It is unrealistic to attempt to prevent each and every instance of financial crime from occurring on your marketplace. After all, there is no such thing as complete security.
However, there are positive steps that can be taken to dramatically reduce the opportunities for financial crime. It is important to note that this is the responsibility of your marketplace payment service provider. So, keep the following in mind when choosing which company to partner with. Also, taking additional steps to ensure user data protection, such as identity verification at critical moments or enabling two-factor authentication, are good ways to mitigate risks.
The level in which data—transactional and otherwise—can be monitored and automatically acted upon has developed substantially in recent years. Your payment service provider can alert you when any event occurs that is outside of your marketplace business's usual activity.
This event may be, for example, an unusual spike in activity. When a criminal is attempting to benefit from buyer-seller collusion, they are likely to make as many fake purchases as they can in a short amount of time. So, if one user has >£X of transactions within the first 48 hours of creating an account, you can be alerted immediately and withdrawals could be halted automatically.
Alternatively, you can be alerted if the same bank information is added to multiple accounts. This may suggest that a criminal attempting to benefit from transaction laundering is creating duplicate seller accounts to avoid suspicion surrounding their ‘sales’. Again, transactions related to these accounts could be instantaneously paused, giving an employee of your marketplace time to check if the seller’s account is showing signs of suspicious activity.
These are effective methods in curbing the efforts of fraudulent users and can instill a high level of confidence in your marketplace.
Escrow services allow payments to be ‘held’ until both parties involved are content with the outcome of a given event.
Marketplaces are one of the most obvious use cases for escrow, as it allows for payment to only be received once an item or service has been delivered in the expected condition. This effectively nullifies advanced fee fraud as criminals will know that they will not receive any money if the customer is unhappy with the outcome of the sale.
Escrow is a highly useful tool for any marketplace that instills huge levels of confidence for both sellers and buyers. Whilst buyer protection has proved to be a decent way of fighting fraud, it can only go so far. Customers will always have doubts over how easy it will be to get their money back if they are victims of fraud and how long the process will take. Escrow provides the comfort that should an item not be received, or not received as expected, it can be reclaimed more or less instantly. Many expect escrow to become a standard feature of all marketplaces in the near future.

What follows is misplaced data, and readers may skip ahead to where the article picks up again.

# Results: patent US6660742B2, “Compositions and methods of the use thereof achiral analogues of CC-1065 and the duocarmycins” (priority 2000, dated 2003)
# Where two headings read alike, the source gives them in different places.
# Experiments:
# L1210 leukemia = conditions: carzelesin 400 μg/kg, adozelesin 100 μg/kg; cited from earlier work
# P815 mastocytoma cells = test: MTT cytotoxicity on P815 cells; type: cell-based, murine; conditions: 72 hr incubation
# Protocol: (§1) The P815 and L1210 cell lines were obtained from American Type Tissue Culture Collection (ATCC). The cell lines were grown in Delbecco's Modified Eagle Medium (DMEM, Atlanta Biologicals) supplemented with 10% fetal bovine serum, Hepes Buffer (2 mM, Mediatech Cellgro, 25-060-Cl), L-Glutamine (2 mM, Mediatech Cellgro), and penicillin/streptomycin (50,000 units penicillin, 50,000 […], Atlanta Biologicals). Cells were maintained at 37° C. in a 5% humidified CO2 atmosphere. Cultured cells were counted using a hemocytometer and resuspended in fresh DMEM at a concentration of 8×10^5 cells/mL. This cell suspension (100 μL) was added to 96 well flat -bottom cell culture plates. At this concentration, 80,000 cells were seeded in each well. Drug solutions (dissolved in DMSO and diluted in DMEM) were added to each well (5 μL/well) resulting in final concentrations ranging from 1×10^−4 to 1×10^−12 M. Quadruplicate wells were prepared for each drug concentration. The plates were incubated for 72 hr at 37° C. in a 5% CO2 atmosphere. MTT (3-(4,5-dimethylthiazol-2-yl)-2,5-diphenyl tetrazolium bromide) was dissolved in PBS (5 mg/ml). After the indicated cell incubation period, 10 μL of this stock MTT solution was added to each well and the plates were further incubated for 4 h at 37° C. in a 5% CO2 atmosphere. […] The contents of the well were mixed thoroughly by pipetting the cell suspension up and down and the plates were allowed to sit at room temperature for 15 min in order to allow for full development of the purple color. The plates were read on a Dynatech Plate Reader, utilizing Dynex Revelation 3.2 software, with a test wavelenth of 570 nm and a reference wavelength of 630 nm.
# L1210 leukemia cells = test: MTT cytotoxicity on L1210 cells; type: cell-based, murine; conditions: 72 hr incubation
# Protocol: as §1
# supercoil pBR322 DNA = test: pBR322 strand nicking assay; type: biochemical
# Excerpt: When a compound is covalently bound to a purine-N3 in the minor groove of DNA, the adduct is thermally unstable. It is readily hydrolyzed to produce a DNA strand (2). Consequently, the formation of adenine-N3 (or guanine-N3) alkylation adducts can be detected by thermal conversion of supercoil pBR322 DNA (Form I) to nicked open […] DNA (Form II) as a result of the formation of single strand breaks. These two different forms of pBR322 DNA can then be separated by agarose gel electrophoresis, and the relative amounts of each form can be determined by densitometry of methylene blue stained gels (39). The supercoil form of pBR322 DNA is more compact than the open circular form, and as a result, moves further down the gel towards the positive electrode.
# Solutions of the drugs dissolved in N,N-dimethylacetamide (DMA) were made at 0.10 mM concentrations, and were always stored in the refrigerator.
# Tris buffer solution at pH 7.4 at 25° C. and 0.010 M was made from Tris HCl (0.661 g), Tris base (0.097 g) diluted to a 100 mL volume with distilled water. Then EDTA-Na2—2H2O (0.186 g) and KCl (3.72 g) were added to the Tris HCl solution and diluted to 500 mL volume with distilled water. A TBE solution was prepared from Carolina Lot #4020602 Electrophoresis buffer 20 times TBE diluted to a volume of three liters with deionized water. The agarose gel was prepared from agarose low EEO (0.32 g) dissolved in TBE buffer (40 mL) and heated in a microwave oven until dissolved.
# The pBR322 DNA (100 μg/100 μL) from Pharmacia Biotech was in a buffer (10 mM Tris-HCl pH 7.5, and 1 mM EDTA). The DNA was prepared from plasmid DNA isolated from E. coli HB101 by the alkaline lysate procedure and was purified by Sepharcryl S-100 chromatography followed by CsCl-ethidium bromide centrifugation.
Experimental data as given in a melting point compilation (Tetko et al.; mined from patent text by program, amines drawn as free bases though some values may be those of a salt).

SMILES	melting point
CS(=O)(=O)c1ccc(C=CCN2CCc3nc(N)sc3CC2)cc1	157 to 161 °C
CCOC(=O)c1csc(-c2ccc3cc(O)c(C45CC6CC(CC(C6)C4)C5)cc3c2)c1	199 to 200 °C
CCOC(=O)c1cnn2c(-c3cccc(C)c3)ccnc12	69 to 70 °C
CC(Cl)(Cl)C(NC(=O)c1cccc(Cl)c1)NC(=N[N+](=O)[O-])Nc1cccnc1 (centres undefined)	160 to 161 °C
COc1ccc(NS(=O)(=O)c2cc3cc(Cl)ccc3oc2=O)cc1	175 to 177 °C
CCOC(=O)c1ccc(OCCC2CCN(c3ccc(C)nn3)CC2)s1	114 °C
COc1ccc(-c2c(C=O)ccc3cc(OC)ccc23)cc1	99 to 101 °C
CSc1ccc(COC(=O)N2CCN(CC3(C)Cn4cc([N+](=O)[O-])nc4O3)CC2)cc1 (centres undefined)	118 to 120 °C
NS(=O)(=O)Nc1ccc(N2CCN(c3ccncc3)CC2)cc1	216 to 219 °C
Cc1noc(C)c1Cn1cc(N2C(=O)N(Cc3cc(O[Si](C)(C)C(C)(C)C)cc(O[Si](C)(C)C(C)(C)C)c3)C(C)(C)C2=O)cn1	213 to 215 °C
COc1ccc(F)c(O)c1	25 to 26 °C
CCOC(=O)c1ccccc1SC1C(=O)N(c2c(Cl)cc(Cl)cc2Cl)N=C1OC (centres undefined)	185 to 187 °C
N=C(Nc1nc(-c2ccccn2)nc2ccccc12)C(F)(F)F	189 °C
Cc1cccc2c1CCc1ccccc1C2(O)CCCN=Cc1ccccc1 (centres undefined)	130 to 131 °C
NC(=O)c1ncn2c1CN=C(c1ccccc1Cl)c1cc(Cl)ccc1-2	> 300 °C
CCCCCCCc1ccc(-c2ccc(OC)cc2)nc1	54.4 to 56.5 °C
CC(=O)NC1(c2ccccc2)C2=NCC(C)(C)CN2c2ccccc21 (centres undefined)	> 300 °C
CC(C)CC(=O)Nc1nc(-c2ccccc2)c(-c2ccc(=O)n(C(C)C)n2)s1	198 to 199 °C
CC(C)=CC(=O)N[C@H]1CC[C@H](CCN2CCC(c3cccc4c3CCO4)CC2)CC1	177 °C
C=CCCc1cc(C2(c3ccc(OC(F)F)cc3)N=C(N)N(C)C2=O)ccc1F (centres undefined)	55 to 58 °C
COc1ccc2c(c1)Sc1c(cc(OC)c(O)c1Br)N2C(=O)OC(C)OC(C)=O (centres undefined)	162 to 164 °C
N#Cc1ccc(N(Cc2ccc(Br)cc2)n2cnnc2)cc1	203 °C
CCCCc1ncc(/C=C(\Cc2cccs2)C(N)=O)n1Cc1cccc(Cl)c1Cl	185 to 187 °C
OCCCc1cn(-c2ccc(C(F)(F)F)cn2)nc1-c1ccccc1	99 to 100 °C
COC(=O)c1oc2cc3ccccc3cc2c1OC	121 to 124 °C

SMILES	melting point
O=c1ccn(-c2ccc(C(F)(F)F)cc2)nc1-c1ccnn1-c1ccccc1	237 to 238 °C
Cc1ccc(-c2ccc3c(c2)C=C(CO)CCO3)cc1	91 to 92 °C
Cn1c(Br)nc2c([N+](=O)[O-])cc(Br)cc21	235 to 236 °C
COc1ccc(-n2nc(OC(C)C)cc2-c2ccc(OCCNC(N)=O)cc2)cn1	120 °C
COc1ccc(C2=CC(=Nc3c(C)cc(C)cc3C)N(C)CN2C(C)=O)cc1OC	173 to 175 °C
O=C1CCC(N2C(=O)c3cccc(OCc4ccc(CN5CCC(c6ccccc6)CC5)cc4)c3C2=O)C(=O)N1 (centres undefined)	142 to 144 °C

For many marketplaces, partnering with a payment service provider that is operationally agile is the best way to prevent financial crime.
Operational agility allows for necessary operational processes to be performed in a more flexible manner. An example of this may be performing a stronger level of Due Diligence on sellers as they begin to receive higher and higher values. Across all areas of financial crime, this enables you to match the level of Due Diligence you provide to the level of risk associated to a seller—keeping your platform safe without negatively impacting user experience.
As with the advanced transaction monitoring, the key aspect here is that this approach to Due Diligence can be configured to reflect what is relevant to your business. These ‘tiers’ can be established to represent values that are common for your marketplace and, with the assistance of your payment service provider, modified as you grow.
Financial crime should not be a source of fear for marketplaces. Ultimately, the responsibility will rest with the chosen payment service provider.
However, it can have a big effect on your business both reputationally and financially speaking. Considering the current saturation of the marketplace industry, marketplaces that are seen as unsafe or, worse, harbingers of criminals, are going to find it very difficult to succeed. Furthermore, those needing to deal with regular chargebacks will find themselves with a sizeable bill to foot.
The positive is that whilst issues exist, so do solutions. Developments have been made in payments in recent years, and marketplaces should expect more from what their payment service provider can do. Offering a more accurate and thorough level of financial crime prevention than has ever before been possible may be a marketplace’s best asset in differentiating itself from competitors.